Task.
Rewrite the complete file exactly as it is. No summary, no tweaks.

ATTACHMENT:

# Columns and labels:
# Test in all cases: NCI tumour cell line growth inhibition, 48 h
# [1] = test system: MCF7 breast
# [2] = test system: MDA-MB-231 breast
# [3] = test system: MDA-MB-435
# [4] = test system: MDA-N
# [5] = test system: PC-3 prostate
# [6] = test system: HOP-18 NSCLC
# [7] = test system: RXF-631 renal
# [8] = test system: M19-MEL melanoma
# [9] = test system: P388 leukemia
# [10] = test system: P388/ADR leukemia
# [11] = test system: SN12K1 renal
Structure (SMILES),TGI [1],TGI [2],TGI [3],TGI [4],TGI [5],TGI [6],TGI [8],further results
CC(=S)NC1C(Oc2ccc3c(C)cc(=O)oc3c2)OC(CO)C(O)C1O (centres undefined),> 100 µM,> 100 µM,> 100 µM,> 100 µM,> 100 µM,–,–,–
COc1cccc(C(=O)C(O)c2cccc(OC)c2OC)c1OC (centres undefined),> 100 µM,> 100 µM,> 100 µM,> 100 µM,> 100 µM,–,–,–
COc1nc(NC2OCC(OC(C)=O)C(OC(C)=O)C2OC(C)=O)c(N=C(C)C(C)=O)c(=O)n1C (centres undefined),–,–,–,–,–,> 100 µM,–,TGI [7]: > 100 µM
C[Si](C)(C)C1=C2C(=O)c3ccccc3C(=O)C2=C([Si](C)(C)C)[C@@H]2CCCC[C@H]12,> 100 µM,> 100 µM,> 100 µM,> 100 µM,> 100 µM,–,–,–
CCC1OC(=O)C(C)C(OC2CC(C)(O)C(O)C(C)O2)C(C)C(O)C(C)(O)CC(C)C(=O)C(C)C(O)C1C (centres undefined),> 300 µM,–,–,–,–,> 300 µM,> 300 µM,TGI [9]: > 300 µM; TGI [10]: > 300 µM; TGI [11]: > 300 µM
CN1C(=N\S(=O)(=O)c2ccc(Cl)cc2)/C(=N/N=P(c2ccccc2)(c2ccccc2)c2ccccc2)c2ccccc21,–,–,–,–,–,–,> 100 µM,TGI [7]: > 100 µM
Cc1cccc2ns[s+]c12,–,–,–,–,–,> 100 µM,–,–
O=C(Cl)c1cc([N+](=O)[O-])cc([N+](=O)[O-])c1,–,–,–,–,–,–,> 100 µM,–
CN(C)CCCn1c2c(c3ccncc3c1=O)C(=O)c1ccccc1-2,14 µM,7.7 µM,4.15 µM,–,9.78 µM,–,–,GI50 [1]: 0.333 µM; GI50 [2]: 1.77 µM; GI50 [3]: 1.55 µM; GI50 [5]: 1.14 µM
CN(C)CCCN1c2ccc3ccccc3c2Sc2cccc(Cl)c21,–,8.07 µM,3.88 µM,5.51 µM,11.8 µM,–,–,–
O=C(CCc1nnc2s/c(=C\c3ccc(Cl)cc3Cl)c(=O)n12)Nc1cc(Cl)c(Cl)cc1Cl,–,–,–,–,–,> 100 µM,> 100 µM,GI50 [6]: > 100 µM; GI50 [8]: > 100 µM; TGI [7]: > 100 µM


# Columns and labels:
# Test in all cases: NCI tumour cell line growth inhibition, 48 h
# [1] = test system: MCF7 breast
# [2] = test system: MDA-MB-231 breast
# [3] = test system: MDA-MB-435
# [4] = test system: MDA-N
# [5] = test system: PC-3 prostate
# [6] = test system: HOP-18 NSCLC
# [7] = test system: RXF-631 renal
# [8] = test system: M19-MEL melanoma
# [9] = test system: P388 leukemia
# [10] = test system: P388/ADR leukemia
# [11] = test system: SN12K1 renal
Structure (SMILES),TGI [1],TGI [2],TGI [3],TGI [4],TGI [5],TGI [6],TGI [8],further results
CC(=S)NC1C(Oc2ccc3c(C)cc(=O)oc3c2)OC(CO)C(O)C1O (centres undefined),> 100 µM,> 100 µM,> 100 µM,> 100 µM,> 100 µM,–,–,–
COc1cccc(C(=O)C(O)c2cccc(OC)c2OC)c1OC (centres undefined),> 100 µM,> 100 µM,> 100 µM,> 100 µM,> 100 µM,–,–,–
COc1nc(NC2OCC(OC(C)=O)C(OC(C)=O)C2OC(C)=O)c(N=C(C)C(C)=O)c(=O)n1C (centres undefined),–,–,–,–,–,> 100 µM,–,TGI [7]: > 100 µM
C[Si](C)(C)C1=C2C(=O)c3ccccc3C(=O)C2=C([Si](C)(C)C)[C@@H]2CCCC[C@H]12,> 100 µM,> 100 µM,> 100 µM,> 100 µM,> 100 µM,–,–,–
CCC1OC(=O)C(C)C(OC2CC(C)(O)C(O)C(C)O2)C(C)C(O)C(C)(O)CC(C)C(=O)C(C)C(O)C1C (centres undefined),> 300 µM,–,–,–,–,> 300 µM,> 300 µM,TGI [9]: > 300 µM; TGI [10]: > 300 µM; TGI [11]: > 300 µM
CN1C(=N\S(=O)(=O)c2ccc(Cl)cc2)/C(=N/N=P(c2ccccc2)(c2ccccc2)c2ccccc2)c2ccccc21,–,–,–,–,–,–,> 100 µM,TGI [7]: > 100 µM
Cc1cccc2ns[s+]c12,–,–,–,–,–,> 100 µM,–,–
O=C(Cl)c1cc([N+](=O)[O-])cc([N+](=O)[O-])c1,–,–,–,–,–,–,> 100 µM,–
CN(C)CCCn1c2c(c3ccncc3c1=O)C(=O)c1ccccc1-2,14 µM,7.7 µM,4.15 µM,–,9.78 µM,–,–,GI50 [1]: 0.333 µM; GI50 [2]: 1.77 µM; GI50 [3]: 1.55 µM; GI50 [5]: 1.14 µM
CN(C)CCCN1c2ccc3ccccc3c2Sc2cccc(Cl)c21,–,8.07 µM,3.88 µM,5.51 µM,11.8 µM,–,–,–
O=C(CCc1nnc2s/c(=C\c3ccc(Cl)cc3Cl)c(=O)n12)Nc1cc(Cl)c(Cl)cc1Cl,–,–,–,–,–,> 100 µM,> 100 µM,GI50 [6]: > 100 µM; GI50 [8]: > 100 µM; TGI [7]: > 100 µM